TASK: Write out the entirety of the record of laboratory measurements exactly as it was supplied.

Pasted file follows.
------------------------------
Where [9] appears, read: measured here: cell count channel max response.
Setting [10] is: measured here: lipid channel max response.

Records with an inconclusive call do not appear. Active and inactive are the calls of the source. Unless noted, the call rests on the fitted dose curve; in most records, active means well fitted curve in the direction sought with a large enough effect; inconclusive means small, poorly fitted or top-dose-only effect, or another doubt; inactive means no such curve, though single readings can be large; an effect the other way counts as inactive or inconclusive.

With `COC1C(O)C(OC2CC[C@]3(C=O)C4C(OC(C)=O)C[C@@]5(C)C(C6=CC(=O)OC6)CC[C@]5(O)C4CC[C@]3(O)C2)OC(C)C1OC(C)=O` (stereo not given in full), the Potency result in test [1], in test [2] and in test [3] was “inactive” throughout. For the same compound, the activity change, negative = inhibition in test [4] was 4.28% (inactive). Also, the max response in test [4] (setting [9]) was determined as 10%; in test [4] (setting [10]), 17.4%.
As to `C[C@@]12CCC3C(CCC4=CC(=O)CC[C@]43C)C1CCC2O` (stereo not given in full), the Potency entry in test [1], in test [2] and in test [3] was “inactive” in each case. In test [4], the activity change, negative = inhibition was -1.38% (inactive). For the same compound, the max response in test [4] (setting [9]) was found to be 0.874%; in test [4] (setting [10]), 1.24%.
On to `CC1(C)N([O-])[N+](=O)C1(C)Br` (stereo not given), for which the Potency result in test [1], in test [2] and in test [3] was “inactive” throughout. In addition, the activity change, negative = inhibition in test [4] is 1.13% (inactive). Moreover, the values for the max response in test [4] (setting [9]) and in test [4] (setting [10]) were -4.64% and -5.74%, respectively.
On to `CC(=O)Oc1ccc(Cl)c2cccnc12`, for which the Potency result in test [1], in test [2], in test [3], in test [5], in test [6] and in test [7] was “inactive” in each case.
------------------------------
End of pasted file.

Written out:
Where [9] appears, read: measured here: cell count channel max response.
Setting [10] is: measured here: lipid channel max response.

Records with an inconclusive call do not appear. Active and inactive are the calls of the source. Unless noted, the call rests on the fitted dose curve; in most records, active means well fitted curve in the direction sought with a large enough effect; inconclusive means small, poorly fitted or top-dose-only effect, or another doubt; inactive means no such curve, though single readings can be large; an effect the other way counts as inactive or inconclusive.

With `COC1C(O)C(OC2CC[C@]3(C=O)C4C(OC(C)=O)C[C@@]5(C)C(C6=CC(=O)OC6)CC[C@]5(O)C4CC[C@]3(O)C2)OC(C)C1OC(C)=O` (stereo not given in full), the Potency result in test [1], in test [2] and in test [3] was “inactive” throughout. For the same compound, the activity change, negative = inhibition in test [4] was 4.28% (inactive). Also, the max response in test [4] (setting [9]) was determined as 10%; in test [4] (setting [10]), 17.4%.
As to `C[C@@]12CCC3C(CCC4=CC(=O)CC[C@]43C)C1CCC2O` (stereo not given in full), the Potency entry in test [1], in test [2] and in test [3] was “inactive” in each case. In test [4], the activity change, negative = inhibition was -1.38% (inactive). For the same compound, the max response in test [4] (setting [9]) was found to be 0.874%; in test [4] (setting [10]), 1.24%.
On to `CC1(C)N([O-])[N+](=O)C1(C)Br` (stereo not given), for which the Potency result in test [1], in test [2] and in test [3] was “inactive” throughout. In addition, the activity change, negative = inhibition in test [4] is 1.13% (inactive). Moreover, the values for the max response in test [4] (setting [9]) and in test [4] (setting [10]) were -4.64% and -5.74%, respectively.
On to `CC(=O)Oc1ccc(Cl)c2cccnc12`, for which the Potency result in test [1], in test [2], in test [3], in test [5], in test [6] and in test [7] was “inactive” in each case.